I decided to take a break from reading the Women’s Prize longlist, so I picked up Lily King’s new novel, Writers & Lovers. Writers & Lovers follows Casey, a young writer who’s struggling to make ends meet while finishing the novel she’s been working on for six years. Sounds promising, but unfortunately Writers & Lovers was a snoozefest. I almost DNF’ed it because it took me ages to get through the first half.
If you’ve seen the sort of books I review on my blog, you’ll know that I’m the kind of reader who likes the reassurance of a plot, well-drawn characters, and straightforward storytelling. My favorite literary works are those like Tartt’s The Secret History (1992) and Fowler’s We Are All Completely Beside Ourselves (2013), which are plotted like mysteries and contain a lot of juicy family or relationship drama.
Weather isn’t like that at all. It doesn’t have a plot; most of the characters are sketches at best; and the storytelling feels like a bunch of poem fragments, bad jokes, fortune-cookie statements, and fun facts strung together. It’s a bizarre and oddly-shaped book with an equally bizarre and odd narrator. By all appearances, Weather shouldn’t be my thing.
And yet… I liked it a lot. I liked it so much that I right after I finished itI got a copy of Offill’s previous work, Dept. of Speculation (2014), and gobbled it up in a day; and after finishing Dept. of Speculation, I realized I still liked Weather more. In fact, while I still think that Girl, Woman, Other is the strongest contender for the prize, I’d say that as of today, Weather is my personal favorite.
I must be the last person to read this since it (joint-)won the Booker Prize, but now that I have, I finally get what the fuss is all about. I haven’t read Atwood’s The Testaments(just The Handmaid’s Tale), but I’ll go out on a limb here and say that it can’t possibly be as good as Girl, Woman, Other. This is just so so SO good. I’d say that it’s probably the strongest contender for the Women’s Prize this year.
Aside from having all the elements I usually love in contemporary fiction (family saga, fairytale vibe, historical setting), The Dutch House was also my most anticipated read from the Women’s Prize longlist, so I’m doubly disappointed at how little I turned out to like it.
Reading Queenie is like watching a car crash happen in slow motion: I was afraid of the inevitable collision, but I was also bored at its progression, and bored is the last thing I want to feel about a novel like this.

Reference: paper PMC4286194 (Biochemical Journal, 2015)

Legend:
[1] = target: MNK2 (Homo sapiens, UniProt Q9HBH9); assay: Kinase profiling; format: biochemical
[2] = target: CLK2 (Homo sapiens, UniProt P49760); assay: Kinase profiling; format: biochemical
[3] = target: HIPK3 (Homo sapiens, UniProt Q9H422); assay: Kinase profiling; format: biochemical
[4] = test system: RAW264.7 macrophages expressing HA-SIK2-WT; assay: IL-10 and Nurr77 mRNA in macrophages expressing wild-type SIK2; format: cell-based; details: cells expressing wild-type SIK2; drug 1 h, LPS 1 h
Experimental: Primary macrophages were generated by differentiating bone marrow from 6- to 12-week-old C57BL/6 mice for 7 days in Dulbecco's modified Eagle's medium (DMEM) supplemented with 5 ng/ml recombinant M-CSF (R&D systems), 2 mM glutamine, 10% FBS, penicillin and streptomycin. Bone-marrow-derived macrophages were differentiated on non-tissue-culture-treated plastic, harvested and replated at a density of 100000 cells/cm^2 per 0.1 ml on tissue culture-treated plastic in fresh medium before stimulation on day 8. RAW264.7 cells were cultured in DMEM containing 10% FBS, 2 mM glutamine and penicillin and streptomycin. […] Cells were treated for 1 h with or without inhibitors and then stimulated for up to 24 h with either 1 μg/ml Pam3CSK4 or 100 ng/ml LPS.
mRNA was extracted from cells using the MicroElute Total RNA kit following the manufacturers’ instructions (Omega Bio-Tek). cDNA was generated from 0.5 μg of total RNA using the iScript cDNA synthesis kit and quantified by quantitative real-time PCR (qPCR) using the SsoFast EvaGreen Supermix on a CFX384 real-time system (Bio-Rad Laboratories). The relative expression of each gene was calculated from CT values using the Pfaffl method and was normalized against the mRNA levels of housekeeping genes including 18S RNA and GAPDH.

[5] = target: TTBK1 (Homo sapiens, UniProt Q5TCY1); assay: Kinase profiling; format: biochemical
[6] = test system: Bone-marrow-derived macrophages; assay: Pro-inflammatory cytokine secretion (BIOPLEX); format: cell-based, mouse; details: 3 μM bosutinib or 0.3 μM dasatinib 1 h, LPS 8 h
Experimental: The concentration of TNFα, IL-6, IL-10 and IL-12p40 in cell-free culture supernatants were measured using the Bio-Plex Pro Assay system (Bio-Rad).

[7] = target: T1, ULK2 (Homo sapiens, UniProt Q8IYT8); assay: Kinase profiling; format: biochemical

In its synopsis, Red at the Bone is said to touch on a number of important issues—namely “sexual desire and identity, ambition, gentrification, education, class and status, and the life-altering facts of parenthood”—and while I do see those issues portrayed well in the novel, the heart of it for me is the question of what happens when a mother rejects motherhood and chooses instead to strike out on her own in the world as a woman. Red at the Bone succeeds in exploring this with nuance and insight.
It’s rare to find a novel that can strike a balance between comic lightness and depth of insight, especially one that tackles weighty issues like race and class. Reid, however, achieves that elusive balance effortlessly in her newest book, Such a Fun Age. Here, Reid’s singular contribution is her comic portrayal of the kind of racism perpetuated not through violence, name-calling, or structural snubbing (as we often see in the media), but through an excess of unexamined good intentions. She sheds light on a distinctly liberal brand of racism that can be more pernicious for its lack of visibility, and in doing so, she reconfigures the outdated dichotomous notion of “conservatives are racist” / “liberals can’t be racist” into a spectrum where anyone without sufficient self-awareness—regardless of ideological affiliation—can be guilty of racial prejudice.
Nothing to See Here follows Lillian, a woman in her late twenties who still lives with her mother, works dead-end jobs, and dates unsavoury men, whose life changes overnight when her old high school friend asks for her help in taking care of her husband’s ex-wife’s twins. The catch? The kids spontaneously burst into flames whenever they’re upset. What’s even more surprising than this revelation, however, is that Lillian actually accepts the job, and what follows is an offbeat, heart-warming story about friendship, family, and the bonds we form that transcend genetic and biological ties.
Three Daughters of Eve is an ambitious and multilayered novel that explores the feeling of being caught in between the tensions that plague the modern era – between traditionalism and modernity, between religiosity and secularism, between East and West – and the consequences of being ideologically unmoored in a polarized world. While Three Daughters of Eve succeeds in scaling down these lofty ideas into the ways they shape the everyday life of the protagonist, it also uses the rest of its characters as caricatures of these ideas, turning moments of potentially genuine connection into staged battlegrounds where the clash between dichotomies can play out. The result is the reinforcement of such dichotomies rather than their dismantling. Despite that, I enjoyed the novel for the author’s skill in evoking time and place, and her depiction of the modern existential crisis.